Someone very dear to me asked if I would cover this topic. Since I’ve had no experience with this topic, I gleaned most of the info via the Mayo Clinic. I’ll define it, cover symptoms, causes, complications, and treatments for this disorder.
Polycystic ovary syndrome, or PCOS, is the most common hormonal disorder of women during their reproductive years. The name comes from numerous enlarged cysts on one or both ovaries. Some women can actually have the disorder without the appearance of cysts.
Irregular menstrual periods, excessive hair growth, acne, and obesity are trademark traits of PCOS.
The exact cause of PCOS is unknown, but menstrual abnormality in adolescence, or difficulty becoming pregnant or weight gain in adulthood are other markers. Early diagnosis and treatment can help reduce the long-term risk of type 2 diabetes, heart disease and stroke.
Signs and symptoms vary from person to person, both in type and severity. Generally, women are diagnosed with this condition with two or more of the following:
Menstrual abnormality-more than 35 days in between, scant or heavy periods, or fewer than eight per year.
Excess androgens-these are male hormones, and can cause facial or chest hair, severe acne, and male-pattern baldness.
Polycystic ovaries– enlarged ovaries with numerous small cysts, usually found by ultrasound. To be diagnosed with PCOS, you must also have irregular menstrual cycles or excess androgens.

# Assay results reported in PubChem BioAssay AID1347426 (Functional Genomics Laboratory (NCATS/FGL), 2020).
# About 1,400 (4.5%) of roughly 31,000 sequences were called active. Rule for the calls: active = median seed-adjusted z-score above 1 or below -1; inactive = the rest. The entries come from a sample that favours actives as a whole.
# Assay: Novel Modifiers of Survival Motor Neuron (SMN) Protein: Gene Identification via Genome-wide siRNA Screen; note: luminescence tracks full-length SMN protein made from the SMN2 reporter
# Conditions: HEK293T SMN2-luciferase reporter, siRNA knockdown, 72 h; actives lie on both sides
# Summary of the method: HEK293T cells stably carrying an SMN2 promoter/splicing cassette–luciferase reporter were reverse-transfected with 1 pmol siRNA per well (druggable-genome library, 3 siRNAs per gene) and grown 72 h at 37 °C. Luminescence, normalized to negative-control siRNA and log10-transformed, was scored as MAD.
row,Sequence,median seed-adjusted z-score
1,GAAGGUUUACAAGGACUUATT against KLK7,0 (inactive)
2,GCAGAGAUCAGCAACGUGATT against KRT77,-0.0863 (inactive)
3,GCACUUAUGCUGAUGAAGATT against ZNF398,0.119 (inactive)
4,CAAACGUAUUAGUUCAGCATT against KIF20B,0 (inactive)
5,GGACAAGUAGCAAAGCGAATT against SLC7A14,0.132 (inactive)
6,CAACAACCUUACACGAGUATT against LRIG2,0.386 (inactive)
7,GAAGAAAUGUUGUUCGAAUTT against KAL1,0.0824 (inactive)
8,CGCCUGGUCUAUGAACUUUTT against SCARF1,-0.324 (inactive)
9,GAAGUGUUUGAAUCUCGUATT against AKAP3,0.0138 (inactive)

There are other symptoms associated with PCOS. Obesity, infertility, pre-diabetes (insulin resistance), and darkened, velvety skin under the armpits, the nape of the neck, vulva, under the breasts, or inner thighs. See a doctor if you are experiencing several of these symptoms, since early diagnosis and treatment is critical.
The exact cause of PCOS is unknown, but there are several theories. 1) Excess insulin, which is thought to boost androgen production by the ovaries. 2) Low-grade inflammation-your body produces substances to fight inflammation, which also trigger insulin resistance. 3) Heredity. 4) Abnormal fetal development-excessive exposure to androgens during fetal life may permanently prevent certain genes from performing the way they’re supposed to. This promotes abdominal fat deposition, which can cause low-grade inflammation, and insulin resistance.
PCOS can also make the following conditions more prevalent: type 2 diabetes, high blood pressure, high cholesterol levels, metabolic syndrome, fatty liver disease, sleep apnea, and uterine cancer.
Treatments include regular checkups, and adoption of a healthy lifestyle. Regular exercise and a healthy diet are a must. Weight loss can reduce both insulin and androgen levels. Your doctor may also want to regulate your menstrual cycle by prescribing low-dose birth control pills, which will lower androgen levels.
Some health and nutrition advocates espouse a low-carbohydrate/high protein diet to reduce insulin production. Eating complex carbs is a must, and daily exercise of some sort is highly recommended.
PS: I have yet to shoot the video due to unavoidable factors. I will shoot it Sunday (tomorrow).
Stay well, John R Blilie, M.S.